604. Council of Trade and Plantations to the Queen. Give an abstract of the charges of the inhabitants of the Bahama Islands against Governor Hasket. Continues:—Since his arrival here he has once attended us, and seemed prepared to make his defence, but has absented himself, and is not to be found, notwithstanding all the enquiries we have been able to make after him. We have communicated the foregoing informations to the Lords Proprietors of the Bahama Islands, but have received no answer. Upon the nomination of this person by the Lords Proprietors, we did humbly propose that security might be given for his behaviour (which we humbly conceive might have prevented these mischiefs) but could not obtain the same from the Lords Proprietors. Quote from Representation, April 17. We likewise humbly propose that the inhabitants being generally a disorderly people at present without either Governour or defence, your Majesty would please to signify your directions to the Proprietors that they take due care for the security of the said Islands, and for sending thither a Governor who may have your Majesty's approbation as by Law is requisite. Signed, Rob. Cecill, Ph. Meadows, Wm. Blathwayt, Jno. Pollexfen, Mat. Prior. [C.O. 5, 1290. pp. 28–32.]
June 16.605. Edward Randolph to the Council of Trade and Plantations. Articles against William Penn, the pretended Governor of the Three Lower Counties on Delaware Bay. (1) He assumes the Government of those Counties, with no legal right. (2) He taxes H.M. subjects there, and exacts customs and lays 8d. per tun upon all foreign vessels, which is destructive to the trade of England, whilst the inhabitants ship off great quantities of tobacco yearly from thence to Scotland directly. (3) He has not qualified himself to be Governor by being first allowed of by his late Majesty's Order in Council. (4) He hath (since he went over last) made Laws destructive and repugnant to the Acts of Trade, etc., but for the encouragement of illegal traders. (5) He hath assumed to himself the third part of all penalties and forfeitures granted to H.M. by 7 and 8 William III, which were not before particularly disposed of in the said Act. (6) His late Governor, Mr. Markham, hath also assumed to himself H.M. third part of two forfeitures, and converted them to his own use. (7) Refers to Markham's behaviour with relation to Deplovey's bond, 1689. Signed, E. Randolph, S. G. Endorsed, Recd. Read June 17, 1702. 1 p. [C.O. 5, 1261. No. 110; and 5, 1290. pp. 35–37.]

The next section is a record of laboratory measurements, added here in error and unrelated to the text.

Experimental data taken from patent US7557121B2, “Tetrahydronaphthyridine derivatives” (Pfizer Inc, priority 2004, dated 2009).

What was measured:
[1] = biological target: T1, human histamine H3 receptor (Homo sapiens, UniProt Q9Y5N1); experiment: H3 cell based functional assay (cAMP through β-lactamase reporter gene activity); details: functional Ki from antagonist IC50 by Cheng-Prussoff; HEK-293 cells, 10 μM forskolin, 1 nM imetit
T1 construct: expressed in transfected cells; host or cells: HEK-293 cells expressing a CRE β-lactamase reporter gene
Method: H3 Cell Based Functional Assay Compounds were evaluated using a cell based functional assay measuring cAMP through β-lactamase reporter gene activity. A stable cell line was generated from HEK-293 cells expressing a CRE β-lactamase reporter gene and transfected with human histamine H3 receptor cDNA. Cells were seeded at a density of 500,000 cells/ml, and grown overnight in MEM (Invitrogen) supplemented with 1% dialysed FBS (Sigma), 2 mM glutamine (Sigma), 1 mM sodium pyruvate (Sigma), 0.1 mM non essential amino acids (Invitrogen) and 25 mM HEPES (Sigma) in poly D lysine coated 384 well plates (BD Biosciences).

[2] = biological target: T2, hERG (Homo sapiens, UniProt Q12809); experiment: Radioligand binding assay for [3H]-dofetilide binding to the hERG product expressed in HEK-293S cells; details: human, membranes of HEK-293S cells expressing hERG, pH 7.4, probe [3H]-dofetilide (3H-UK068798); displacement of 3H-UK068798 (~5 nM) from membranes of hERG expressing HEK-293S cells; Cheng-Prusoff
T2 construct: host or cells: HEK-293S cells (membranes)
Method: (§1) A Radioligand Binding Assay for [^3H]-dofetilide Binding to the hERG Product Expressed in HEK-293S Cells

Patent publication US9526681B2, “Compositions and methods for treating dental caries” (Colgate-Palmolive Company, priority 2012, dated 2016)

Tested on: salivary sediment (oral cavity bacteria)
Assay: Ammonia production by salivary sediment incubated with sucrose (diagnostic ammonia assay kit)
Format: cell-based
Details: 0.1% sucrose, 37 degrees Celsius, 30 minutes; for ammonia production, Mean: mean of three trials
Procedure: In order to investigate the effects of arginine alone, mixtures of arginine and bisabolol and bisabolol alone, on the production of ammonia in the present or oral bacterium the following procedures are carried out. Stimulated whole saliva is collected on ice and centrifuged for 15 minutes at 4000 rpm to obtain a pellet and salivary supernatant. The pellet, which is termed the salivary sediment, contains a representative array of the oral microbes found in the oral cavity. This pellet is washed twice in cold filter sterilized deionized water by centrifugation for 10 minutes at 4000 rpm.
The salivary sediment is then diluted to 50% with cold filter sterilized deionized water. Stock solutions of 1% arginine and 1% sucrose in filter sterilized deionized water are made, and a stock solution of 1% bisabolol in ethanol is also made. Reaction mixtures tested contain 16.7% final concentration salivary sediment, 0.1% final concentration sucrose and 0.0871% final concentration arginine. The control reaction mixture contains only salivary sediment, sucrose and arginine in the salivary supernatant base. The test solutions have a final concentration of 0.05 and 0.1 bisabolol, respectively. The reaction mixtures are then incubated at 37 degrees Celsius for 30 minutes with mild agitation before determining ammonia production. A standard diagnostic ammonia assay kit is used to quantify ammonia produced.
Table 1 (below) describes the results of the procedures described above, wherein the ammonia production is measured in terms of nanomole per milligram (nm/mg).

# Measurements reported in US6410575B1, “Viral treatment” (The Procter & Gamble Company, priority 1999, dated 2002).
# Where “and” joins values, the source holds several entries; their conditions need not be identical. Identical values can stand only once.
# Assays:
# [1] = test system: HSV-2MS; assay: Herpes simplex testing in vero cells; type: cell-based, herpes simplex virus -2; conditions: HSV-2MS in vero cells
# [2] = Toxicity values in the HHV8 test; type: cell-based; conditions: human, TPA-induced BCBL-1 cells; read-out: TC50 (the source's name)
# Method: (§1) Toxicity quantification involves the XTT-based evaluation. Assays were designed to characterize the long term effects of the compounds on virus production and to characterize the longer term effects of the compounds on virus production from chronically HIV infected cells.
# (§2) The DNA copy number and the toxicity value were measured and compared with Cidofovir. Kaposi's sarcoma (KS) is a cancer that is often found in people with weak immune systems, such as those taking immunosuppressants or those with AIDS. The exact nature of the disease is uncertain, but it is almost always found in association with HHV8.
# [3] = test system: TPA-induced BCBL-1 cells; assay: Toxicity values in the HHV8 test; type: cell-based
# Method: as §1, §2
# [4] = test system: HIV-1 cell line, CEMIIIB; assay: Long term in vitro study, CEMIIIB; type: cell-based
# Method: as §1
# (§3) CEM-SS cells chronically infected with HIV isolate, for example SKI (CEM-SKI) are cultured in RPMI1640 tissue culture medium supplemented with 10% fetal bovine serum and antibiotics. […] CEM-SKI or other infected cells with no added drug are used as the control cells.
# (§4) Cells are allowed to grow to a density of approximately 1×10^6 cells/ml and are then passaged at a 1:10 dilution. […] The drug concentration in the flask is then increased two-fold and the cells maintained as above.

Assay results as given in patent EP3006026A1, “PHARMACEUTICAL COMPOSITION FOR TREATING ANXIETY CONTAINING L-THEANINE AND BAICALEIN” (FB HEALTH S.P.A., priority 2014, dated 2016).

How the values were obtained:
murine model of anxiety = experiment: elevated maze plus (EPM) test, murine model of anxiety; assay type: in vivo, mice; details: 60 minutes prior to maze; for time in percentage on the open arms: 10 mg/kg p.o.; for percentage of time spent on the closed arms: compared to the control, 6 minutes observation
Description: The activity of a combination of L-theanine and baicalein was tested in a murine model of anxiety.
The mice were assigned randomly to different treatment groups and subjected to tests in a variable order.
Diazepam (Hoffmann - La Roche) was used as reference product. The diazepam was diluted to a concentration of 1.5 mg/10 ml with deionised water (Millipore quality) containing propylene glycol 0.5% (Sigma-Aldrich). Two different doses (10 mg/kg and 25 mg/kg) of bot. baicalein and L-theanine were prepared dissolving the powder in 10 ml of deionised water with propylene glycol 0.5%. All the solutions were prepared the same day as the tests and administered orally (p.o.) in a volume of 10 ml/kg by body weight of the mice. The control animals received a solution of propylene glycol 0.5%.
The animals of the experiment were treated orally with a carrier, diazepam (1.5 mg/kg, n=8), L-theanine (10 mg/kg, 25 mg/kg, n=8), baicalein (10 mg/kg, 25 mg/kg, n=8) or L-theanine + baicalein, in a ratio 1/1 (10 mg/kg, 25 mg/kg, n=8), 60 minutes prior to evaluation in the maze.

June 16.
At the House
of Grandsire
Penniston's
at the Flatts.
606. Minutes of Council of Bermuda. Resolved that a Battery be made at the Town Cutt, and three guns mounted, and two guns placed at the northernmost part of Stokes Island.
Ordered that two men attend Capt. Brooks at the Fort upon demand at 12s. per annum apiece, to be by him chosen out of the four. [C.O. 40, 2. p. 47.]
June 16.607. Minutes of Council of the Massachusetts Bay. Lord Cornbury's acknowledgment of the letter from the Council [June 1] read.
Ordered that Capt. Wormall be heard to-morrow.
June 17.Capt. Wormall heard, and Mr. Treasurer, as to what he had to object to Capt. Wormall, as to the trade with the Indians and the subsistence of the Indians.
H.E. proposed to visit H.M. Castle on Castle Island this afternoon, and invited the Gentlemen of the Council to attend him.
June 18.Upon consideration of the complaints against Capt. Wormall, Commander of H.M. Fort at Cascobay, and truck matters there, and of his unacceptableness to the Indians, advised that he be dismist and that H.E. think of a suitable person to supply his place.
Upon a representation made by Col. John Pynchon and Lt.-Col. Partridge of several Frenchmen, strangers, residing in the County of Hampshire, and hunting with the Indians in and about the woods there, ordered that they cause strict search to be made by all officers, civil and military, for the said Frenchmen, and to cause them to be apprehended and sent down to Boston, to give an accompt of themselves to H.E. [C.O. 5, 788. pp. 156–158.]